The days of large cruise ships passing through one of Venice's main central canals could be numbered. The government and regional authorities have come up with a new plan that would ban the largest cruise ships from passing in front of St Mark's Square amid demands for action from UNESCO.
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After a meeting on the issue, the Mayor of Venice, Luigi Brugnaro, says the plan was approved almost unanimously and it takes into account the positive benefits of the cruise industry.
He said they wanted to be "clear to UNESCO and the world that there is a solution", saying proposals have been shared with the region and central government.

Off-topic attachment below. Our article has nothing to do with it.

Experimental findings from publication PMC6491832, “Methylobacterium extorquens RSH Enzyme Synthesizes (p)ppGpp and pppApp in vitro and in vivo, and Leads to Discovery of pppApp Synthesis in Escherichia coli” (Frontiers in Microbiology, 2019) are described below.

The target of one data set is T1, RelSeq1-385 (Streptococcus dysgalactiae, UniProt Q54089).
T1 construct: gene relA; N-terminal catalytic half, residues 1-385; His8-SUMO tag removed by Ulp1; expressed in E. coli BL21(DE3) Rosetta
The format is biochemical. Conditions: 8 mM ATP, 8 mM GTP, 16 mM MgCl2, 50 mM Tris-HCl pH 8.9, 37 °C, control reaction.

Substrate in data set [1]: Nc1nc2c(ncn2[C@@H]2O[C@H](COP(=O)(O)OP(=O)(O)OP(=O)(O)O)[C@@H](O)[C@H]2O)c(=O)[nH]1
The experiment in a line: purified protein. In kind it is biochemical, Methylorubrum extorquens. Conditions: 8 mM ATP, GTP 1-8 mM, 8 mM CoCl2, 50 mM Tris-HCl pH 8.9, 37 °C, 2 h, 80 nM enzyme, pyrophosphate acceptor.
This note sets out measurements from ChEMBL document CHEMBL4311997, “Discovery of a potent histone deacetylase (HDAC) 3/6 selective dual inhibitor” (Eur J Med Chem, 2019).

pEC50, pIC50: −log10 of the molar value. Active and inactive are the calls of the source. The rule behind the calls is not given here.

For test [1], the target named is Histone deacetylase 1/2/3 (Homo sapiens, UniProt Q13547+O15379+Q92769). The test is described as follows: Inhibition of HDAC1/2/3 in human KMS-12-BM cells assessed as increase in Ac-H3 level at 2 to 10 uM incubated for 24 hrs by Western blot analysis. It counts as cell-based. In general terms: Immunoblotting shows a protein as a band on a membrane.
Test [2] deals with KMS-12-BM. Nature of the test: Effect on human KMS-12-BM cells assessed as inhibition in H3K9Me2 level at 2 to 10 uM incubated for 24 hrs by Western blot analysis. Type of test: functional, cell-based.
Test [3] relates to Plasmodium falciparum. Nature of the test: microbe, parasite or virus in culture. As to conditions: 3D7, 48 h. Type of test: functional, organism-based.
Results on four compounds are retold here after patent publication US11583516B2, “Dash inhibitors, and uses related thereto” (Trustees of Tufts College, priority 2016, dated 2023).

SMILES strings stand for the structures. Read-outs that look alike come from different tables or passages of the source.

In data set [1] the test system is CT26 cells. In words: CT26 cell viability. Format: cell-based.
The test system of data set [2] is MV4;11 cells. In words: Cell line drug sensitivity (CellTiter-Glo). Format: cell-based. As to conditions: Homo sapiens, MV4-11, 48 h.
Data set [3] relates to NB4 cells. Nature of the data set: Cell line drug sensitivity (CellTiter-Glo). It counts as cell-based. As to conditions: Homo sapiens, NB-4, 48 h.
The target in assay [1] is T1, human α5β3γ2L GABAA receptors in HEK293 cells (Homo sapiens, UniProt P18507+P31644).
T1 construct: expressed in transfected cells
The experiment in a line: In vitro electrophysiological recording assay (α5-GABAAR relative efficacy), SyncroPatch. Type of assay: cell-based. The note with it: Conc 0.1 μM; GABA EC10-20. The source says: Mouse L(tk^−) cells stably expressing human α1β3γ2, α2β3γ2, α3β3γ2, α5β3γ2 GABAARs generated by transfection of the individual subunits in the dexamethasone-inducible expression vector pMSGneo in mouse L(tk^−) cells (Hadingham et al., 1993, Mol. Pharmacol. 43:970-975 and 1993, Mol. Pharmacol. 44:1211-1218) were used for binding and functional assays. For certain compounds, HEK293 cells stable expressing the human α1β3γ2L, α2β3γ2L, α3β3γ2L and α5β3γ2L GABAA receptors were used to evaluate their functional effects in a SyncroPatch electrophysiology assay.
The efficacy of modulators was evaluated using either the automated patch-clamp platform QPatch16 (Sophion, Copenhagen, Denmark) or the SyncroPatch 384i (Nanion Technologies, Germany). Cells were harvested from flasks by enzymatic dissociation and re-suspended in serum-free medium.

Amid growing complaints about the presence of cruise ships, the plan would eventually see larger vessels diverted around the historic central canal to the city's commercial seaport. The proposal is seen as a compromise between those who wanted an all-out ban on cruise ships in Venice's main canals and those concerned the crucial tourist industry would suffer.
But not everyone is convinced about the plan. Tommasso Cacciari, from the No Grandi Navi (No Big Ships) protest group, told the Guardian: "They haven't found a solution, there is no plan – basically, nothing will change. They say the largest ships will go to Marghera – but where will they put them?
"They say all of this will be done within four years, but even projects in Dubai do not get completed in that space of time.